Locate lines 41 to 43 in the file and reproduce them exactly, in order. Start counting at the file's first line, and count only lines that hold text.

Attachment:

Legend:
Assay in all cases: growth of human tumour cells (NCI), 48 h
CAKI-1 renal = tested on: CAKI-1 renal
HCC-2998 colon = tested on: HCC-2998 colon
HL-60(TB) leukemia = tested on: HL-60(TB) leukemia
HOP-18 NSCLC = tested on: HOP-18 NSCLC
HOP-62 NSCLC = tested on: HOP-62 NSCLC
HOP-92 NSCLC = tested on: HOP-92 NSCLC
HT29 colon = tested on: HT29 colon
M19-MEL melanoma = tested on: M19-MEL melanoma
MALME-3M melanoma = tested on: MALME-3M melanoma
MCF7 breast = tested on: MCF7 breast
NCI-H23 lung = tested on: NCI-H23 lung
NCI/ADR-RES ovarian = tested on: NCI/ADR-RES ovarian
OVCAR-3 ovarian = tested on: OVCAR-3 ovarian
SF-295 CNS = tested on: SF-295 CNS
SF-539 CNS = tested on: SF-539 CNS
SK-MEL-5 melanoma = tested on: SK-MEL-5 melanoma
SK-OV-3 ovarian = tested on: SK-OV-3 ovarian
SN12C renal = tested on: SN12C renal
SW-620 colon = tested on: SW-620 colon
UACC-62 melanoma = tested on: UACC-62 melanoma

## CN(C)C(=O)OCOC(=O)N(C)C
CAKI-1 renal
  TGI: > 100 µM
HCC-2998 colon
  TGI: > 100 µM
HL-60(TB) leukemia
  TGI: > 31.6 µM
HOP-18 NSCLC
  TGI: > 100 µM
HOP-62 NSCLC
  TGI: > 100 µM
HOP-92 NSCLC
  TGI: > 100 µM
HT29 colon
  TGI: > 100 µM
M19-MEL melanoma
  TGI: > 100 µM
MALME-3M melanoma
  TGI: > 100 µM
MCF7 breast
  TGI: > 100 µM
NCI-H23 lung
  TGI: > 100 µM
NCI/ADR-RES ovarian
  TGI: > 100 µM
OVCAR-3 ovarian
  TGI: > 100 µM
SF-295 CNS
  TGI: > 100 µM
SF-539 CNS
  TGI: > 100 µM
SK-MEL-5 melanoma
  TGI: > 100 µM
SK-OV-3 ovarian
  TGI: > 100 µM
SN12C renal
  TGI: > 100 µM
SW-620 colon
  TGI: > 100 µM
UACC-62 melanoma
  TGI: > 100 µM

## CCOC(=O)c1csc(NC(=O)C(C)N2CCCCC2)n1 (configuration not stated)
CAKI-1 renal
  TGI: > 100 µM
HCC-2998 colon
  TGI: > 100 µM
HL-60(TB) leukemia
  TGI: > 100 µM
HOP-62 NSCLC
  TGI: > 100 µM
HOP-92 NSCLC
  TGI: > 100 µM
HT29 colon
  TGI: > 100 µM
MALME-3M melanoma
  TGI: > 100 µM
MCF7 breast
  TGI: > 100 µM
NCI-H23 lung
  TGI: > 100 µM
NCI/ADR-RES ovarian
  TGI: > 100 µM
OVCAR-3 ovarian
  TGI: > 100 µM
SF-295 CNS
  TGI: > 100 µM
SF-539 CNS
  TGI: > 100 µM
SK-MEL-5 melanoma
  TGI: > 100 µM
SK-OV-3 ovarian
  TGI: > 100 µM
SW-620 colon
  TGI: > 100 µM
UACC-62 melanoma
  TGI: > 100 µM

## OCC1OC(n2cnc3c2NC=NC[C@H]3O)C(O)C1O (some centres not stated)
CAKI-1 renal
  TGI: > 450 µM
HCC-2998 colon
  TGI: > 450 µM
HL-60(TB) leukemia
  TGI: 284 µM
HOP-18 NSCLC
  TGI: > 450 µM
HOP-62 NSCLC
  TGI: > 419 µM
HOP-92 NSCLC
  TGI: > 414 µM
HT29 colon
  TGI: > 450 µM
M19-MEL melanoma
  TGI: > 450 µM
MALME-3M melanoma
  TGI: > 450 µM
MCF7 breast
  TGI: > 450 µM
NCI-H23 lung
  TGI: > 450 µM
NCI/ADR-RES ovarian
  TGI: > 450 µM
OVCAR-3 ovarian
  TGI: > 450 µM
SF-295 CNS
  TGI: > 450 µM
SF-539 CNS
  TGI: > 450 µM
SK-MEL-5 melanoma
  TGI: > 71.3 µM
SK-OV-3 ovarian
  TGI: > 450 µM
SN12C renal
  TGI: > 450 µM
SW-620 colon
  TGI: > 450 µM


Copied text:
  TGI: > 100 µM
MCF7 breast
  TGI: > 100 µM